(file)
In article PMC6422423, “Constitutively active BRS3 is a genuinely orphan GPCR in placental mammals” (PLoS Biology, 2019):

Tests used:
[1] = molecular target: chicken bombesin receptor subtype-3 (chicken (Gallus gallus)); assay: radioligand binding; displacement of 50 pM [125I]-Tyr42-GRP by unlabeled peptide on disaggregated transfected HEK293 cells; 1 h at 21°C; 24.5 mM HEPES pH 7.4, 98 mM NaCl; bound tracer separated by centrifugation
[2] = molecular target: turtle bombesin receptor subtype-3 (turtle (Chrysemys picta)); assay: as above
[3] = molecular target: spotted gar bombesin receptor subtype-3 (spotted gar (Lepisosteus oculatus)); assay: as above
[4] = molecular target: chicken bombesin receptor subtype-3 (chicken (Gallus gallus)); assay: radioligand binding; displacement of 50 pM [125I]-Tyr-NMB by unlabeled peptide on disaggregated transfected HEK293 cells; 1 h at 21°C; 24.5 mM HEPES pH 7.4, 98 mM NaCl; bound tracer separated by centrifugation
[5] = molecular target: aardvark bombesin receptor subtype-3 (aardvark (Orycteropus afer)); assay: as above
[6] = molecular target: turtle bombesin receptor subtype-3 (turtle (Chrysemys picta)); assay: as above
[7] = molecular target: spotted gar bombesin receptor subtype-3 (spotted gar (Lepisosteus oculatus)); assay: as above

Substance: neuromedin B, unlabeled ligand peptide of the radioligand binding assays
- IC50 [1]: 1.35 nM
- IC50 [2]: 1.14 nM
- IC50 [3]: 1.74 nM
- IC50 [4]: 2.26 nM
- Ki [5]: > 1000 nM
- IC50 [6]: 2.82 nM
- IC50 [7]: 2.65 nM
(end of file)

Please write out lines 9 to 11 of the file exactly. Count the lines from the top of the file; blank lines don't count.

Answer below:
[7] = molecular target: spotted gar bombesin receptor subtype-3 (spotted gar (Lepisosteus oculatus)); assay: as above

Substance: neuromedin B, unlabeled ligand peptide of the radioligand binding assays
- IC50 [1]: 1.35 nM